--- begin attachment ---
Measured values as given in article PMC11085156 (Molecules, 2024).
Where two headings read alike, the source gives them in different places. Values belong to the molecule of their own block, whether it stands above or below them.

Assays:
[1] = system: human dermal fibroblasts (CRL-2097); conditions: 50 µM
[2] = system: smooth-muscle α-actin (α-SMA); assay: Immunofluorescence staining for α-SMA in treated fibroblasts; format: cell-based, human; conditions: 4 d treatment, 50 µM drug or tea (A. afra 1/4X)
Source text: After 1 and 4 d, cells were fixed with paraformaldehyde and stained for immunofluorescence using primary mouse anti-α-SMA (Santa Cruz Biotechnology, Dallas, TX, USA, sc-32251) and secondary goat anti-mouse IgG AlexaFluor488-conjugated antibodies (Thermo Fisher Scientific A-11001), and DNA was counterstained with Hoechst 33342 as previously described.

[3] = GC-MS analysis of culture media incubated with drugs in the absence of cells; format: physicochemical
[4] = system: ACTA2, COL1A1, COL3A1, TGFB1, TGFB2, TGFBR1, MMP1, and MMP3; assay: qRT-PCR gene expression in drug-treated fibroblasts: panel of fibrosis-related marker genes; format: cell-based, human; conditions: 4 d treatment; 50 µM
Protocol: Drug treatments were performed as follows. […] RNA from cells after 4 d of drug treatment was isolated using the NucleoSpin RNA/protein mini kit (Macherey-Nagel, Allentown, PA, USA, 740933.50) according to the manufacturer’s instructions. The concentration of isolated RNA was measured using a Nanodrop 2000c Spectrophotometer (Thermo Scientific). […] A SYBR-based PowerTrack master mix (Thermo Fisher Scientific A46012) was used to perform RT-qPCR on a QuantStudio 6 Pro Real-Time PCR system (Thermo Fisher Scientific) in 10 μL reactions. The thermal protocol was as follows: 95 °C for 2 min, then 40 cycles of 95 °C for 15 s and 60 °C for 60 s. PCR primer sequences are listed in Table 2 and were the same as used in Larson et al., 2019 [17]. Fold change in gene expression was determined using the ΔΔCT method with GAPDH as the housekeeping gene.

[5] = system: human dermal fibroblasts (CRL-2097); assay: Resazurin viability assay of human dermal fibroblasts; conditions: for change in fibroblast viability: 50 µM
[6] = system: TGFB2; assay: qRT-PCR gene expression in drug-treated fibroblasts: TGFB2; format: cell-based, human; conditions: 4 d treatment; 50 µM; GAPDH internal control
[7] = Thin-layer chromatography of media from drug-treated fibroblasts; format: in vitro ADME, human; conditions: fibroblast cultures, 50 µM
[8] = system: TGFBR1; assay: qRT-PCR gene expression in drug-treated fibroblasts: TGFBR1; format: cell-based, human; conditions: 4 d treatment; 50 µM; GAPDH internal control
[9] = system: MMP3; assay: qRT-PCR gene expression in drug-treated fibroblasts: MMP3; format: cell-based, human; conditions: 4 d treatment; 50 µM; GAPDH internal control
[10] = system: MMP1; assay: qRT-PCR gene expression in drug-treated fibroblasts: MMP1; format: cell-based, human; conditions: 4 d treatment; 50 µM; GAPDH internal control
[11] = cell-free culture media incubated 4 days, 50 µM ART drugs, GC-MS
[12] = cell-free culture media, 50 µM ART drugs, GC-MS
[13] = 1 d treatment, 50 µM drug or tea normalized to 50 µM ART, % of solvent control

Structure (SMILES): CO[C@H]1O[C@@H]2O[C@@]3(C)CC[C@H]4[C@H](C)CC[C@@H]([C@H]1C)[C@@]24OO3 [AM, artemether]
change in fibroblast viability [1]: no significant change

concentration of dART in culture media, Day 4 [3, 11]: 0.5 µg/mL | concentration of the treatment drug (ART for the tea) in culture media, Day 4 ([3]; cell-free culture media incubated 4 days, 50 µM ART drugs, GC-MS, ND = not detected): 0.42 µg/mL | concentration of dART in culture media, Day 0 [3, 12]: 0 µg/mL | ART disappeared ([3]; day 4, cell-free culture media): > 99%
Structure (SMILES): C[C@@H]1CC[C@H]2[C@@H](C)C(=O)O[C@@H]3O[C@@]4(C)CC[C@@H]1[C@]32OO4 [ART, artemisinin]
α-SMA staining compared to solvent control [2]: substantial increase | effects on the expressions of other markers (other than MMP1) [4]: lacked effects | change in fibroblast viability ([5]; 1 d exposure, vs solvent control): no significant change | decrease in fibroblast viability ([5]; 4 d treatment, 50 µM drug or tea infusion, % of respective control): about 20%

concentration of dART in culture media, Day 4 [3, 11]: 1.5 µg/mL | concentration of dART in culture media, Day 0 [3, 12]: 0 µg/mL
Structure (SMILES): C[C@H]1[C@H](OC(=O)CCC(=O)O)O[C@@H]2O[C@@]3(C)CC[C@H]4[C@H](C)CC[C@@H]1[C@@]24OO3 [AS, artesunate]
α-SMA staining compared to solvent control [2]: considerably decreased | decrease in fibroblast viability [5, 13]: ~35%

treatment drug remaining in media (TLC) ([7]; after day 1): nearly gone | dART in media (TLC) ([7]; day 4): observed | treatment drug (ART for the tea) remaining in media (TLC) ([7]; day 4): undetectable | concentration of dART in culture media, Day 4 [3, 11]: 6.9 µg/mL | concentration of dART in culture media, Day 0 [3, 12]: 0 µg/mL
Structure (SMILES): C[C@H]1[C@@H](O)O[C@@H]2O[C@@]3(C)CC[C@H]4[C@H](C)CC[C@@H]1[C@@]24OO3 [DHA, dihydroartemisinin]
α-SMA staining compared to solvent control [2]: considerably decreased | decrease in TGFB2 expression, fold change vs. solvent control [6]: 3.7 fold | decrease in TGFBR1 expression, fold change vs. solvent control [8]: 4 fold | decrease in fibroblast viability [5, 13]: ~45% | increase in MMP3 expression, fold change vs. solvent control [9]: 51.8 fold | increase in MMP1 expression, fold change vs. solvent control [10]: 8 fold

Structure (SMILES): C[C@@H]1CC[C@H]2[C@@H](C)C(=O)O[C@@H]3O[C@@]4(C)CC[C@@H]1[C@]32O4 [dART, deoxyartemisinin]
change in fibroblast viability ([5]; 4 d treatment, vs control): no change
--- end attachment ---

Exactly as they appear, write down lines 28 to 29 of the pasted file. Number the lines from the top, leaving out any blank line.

Structure (SMILES): C[C@H]1[C@@H](O)O[C@@H]2O[C@@]3(C)CC[C@H]4[C@H](C)CC[C@@H]1[C@@]24OO3 [DHA, dihydroartemisinin]
α-SMA staining compared to solvent control [2]: considerably decreased | decrease in TGFB2 expression, fold change vs. solvent control [6]: 3.7 fold | decrease in TGFBR1 expression, fold change vs. solvent control [8]: 4 fold | decrease in fibroblast viability [5, 13]: ~45% | increase in MMP3 expression, fold change vs. solvent control [9]: 51.8 fold | increase in MMP1 expression, fold change vs. solvent control [10]: 8 fold